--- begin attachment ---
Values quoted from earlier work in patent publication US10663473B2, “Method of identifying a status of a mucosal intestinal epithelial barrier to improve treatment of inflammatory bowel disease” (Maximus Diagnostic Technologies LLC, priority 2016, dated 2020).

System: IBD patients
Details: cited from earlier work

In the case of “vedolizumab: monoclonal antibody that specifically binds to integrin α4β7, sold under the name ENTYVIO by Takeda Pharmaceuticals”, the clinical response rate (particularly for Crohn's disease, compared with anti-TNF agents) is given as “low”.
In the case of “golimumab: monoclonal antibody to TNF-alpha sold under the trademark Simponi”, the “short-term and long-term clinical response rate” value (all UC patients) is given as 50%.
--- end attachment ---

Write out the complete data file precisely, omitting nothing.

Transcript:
Values quoted from earlier work in patent publication US10663473B2, “Method of identifying a status of a mucosal intestinal epithelial barrier to improve treatment of inflammatory bowel disease” (Maximus Diagnostic Technologies LLC, priority 2016, dated 2020).

System: IBD patients
Details: cited from earlier work

In the case of “vedolizumab: monoclonal antibody that specifically binds to integrin α4β7, sold under the name ENTYVIO by Takeda Pharmaceuticals”, the clinical response rate (particularly for Crohn's disease, compared with anti-TNF agents) is given as “low”.
In the case of “golimumab: monoclonal antibody to TNF-alpha sold under the trademark Simponi”, the “short-term and long-term clinical response rate” value (all UC patients) is given as 50%.